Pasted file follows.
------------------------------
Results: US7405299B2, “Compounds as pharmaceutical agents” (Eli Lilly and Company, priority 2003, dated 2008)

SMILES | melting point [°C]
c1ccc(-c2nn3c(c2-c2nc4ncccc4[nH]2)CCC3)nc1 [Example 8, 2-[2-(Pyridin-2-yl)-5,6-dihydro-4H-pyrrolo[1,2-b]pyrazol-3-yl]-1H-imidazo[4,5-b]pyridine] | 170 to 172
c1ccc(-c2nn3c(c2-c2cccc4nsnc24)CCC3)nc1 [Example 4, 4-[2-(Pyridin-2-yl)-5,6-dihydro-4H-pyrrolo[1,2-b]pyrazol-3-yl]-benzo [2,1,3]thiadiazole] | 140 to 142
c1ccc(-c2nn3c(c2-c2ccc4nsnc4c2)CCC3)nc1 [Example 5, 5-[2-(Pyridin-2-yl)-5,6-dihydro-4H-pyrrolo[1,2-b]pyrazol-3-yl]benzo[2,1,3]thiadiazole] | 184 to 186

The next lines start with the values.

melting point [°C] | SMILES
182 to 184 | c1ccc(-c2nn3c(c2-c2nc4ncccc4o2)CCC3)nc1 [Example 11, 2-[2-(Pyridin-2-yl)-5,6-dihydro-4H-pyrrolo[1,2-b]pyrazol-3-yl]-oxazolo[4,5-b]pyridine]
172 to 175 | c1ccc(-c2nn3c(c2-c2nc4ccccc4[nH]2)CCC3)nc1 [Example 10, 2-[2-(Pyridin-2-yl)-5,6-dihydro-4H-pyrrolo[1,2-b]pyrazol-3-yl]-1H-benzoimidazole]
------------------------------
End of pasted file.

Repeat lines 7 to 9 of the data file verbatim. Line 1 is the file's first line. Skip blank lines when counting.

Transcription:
melting point [°C] | SMILES
182 to 184 | c1ccc(-c2nn3c(c2-c2nc4ncccc4o2)CCC3)nc1 [Example 11, 2-[2-(Pyridin-2-yl)-5,6-dihydro-4H-pyrrolo[1,2-b]pyrazol-3-yl]-oxazolo[4,5-b]pyridine]
172 to 175 | c1ccc(-c2nn3c(c2-c2nc4ccccc4[nH]2)CCC3)nc1 [Example 10, 2-[2-(Pyridin-2-yl)-5,6-dihydro-4H-pyrrolo[1,2-b]pyrazol-3-yl]-1H-benzoimidazole]